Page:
Cheng and Church (8) proposed a quantitative measure, ‘mean squared residue’, essentially a variability measure, as a guide to search for biclusters in a gene expression data set, which has been adopted by numerous biclustering algorithms (9–11). Recent studies suggest that this measure is useful only for identifying certain classes of co-expressed genes, but not adequate to detect other transcriptionally co-regulated genes (12–14). Another measure was proposed lately by Aguilar-Ruiz (15) to deal with co-regulated genes with ‘scaling patterns’, which, while more general than the previous measure, was found to be rather challenging to solve algorithmically. Various algorithms have been developed, attempting to solve the biclustering problem as defined either by Cheng and Church (8) or by Aguilar-Ruiz (15) or variations, including the work by Kung *et al.* (16), Li *et al.* (17), Reiss *et al.* (11), Pedro *et al.* (18) and Bryan *et al.* (9,10,19), to name a few, which has led to a number of publicly available computer servers for biclustering analysis of microarray data. Among the published biclustering servers, some have employed combinatorial optimization techniques, such as SAMBA (14), ISA (20), Bimax (13) and NNN (21). A common issue with most of the combinatorial techniques is their high computational complexity, even for the highly simplified cases like using a 0/1 matrix to represent down/up regulations in the observed microarray data.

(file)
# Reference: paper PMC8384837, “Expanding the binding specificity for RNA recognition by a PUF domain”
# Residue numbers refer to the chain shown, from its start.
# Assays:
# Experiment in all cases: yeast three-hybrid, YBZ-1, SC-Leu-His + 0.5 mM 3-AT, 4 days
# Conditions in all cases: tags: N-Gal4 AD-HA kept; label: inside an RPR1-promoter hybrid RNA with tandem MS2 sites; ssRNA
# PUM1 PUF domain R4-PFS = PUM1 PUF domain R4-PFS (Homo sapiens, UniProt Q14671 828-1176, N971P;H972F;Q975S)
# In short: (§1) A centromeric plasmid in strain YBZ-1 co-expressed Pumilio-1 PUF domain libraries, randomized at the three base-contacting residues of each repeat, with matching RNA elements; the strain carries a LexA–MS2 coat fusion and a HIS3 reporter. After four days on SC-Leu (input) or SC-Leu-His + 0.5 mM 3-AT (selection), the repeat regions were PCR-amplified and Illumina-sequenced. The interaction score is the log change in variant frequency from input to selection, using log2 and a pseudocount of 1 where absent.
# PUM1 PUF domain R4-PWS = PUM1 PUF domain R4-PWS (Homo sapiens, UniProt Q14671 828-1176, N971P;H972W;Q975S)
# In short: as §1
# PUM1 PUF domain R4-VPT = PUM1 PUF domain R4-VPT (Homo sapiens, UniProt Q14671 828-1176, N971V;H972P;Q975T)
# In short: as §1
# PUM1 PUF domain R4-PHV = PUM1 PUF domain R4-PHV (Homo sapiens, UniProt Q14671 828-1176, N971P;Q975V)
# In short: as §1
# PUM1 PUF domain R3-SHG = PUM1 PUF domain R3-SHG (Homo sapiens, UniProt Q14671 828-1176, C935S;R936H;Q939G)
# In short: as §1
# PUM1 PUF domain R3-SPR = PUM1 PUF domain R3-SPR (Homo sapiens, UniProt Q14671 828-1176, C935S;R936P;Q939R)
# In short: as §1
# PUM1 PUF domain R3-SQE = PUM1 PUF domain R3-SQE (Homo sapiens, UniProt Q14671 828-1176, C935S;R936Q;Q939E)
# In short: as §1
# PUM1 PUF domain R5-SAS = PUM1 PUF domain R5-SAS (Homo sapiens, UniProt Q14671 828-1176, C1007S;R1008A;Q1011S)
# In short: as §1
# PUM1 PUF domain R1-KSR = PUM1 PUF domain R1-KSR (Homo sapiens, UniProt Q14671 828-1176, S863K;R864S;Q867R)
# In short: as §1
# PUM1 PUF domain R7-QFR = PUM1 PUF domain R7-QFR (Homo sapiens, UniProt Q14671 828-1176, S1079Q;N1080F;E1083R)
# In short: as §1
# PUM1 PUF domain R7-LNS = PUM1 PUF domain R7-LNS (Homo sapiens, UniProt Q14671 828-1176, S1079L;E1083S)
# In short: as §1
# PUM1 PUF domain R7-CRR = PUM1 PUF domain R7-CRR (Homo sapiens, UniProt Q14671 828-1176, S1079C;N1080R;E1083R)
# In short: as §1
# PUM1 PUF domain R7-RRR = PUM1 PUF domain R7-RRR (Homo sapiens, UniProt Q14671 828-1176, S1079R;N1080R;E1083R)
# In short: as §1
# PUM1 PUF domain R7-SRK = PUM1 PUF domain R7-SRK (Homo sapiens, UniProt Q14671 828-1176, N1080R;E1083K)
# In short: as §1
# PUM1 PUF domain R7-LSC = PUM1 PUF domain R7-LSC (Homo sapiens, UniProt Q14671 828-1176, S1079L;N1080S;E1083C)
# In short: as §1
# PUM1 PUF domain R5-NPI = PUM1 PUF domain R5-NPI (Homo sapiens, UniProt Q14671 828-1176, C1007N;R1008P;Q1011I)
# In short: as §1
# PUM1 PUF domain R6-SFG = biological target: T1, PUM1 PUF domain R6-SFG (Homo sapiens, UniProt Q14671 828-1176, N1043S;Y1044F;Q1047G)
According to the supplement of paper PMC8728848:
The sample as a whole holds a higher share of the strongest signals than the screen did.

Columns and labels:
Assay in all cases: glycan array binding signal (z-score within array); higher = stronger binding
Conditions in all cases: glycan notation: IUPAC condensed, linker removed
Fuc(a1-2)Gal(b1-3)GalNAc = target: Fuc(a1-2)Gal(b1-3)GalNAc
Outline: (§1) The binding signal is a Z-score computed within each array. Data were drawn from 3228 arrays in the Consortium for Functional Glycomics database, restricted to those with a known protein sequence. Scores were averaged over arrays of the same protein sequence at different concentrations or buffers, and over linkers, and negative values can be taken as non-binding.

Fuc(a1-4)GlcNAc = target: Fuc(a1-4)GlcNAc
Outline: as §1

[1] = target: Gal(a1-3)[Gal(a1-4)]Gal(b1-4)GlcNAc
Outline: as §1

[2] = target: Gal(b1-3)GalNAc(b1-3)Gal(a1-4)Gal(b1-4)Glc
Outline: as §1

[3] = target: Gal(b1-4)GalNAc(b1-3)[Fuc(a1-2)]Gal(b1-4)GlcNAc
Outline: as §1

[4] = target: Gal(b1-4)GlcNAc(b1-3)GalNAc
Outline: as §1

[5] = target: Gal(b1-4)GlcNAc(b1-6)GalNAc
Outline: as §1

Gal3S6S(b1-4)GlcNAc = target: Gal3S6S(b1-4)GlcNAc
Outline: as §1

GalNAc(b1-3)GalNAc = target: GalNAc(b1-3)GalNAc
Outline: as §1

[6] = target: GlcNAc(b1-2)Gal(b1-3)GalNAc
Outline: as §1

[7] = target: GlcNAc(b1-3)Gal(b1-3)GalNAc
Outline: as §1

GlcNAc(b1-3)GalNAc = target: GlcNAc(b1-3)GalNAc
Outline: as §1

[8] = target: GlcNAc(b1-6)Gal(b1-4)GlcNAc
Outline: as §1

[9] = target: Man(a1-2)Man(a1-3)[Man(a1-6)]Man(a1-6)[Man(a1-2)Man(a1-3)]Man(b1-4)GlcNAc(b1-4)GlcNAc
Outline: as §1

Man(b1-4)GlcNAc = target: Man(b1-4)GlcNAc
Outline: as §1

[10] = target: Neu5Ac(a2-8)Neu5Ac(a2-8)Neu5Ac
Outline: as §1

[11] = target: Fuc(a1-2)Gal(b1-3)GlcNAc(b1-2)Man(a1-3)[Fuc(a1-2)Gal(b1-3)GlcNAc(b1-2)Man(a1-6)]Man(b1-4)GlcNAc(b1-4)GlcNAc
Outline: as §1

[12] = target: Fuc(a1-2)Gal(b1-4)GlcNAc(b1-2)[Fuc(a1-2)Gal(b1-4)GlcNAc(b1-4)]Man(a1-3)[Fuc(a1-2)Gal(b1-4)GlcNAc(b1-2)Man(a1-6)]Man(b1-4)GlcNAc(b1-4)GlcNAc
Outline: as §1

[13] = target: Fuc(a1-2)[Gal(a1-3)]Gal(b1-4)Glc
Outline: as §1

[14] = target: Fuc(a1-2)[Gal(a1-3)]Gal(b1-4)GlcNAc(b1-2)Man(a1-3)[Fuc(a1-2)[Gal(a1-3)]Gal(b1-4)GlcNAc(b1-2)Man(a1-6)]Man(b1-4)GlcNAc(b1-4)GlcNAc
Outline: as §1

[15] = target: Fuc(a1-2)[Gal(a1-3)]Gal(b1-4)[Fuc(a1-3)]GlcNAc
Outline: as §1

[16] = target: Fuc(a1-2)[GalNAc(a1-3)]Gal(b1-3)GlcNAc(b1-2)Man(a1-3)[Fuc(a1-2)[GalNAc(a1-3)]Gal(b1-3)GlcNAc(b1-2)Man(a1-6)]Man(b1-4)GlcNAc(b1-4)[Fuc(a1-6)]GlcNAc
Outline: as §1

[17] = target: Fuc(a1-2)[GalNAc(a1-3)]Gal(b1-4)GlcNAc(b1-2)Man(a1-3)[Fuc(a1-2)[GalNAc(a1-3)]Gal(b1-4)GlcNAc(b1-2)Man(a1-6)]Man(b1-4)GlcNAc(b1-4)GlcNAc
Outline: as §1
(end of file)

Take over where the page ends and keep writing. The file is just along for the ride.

The state of the art is that the existing biclustering algorithms are generally effective in identifying genes of similar expression values under to-be-identified conditions, but not effective in identifying gene clusters with similar expression patterns in general. Here we report a new biclustering algorithm QUBIC that can effectively and efficiently identify all statistically significant biclusters (allowing overlaps) that cannot be identified by the existing biclustering algorithms and beyond, including both definitions for a biclustering problem given by (8) and (15), as well as finding both positively and negatively correlated expression patterns. We have demonstrated the effectiveness of the QUBIC program and its computational efficiency on a number of benchmark data sets, by comparing it with several salient programs.

## METHODS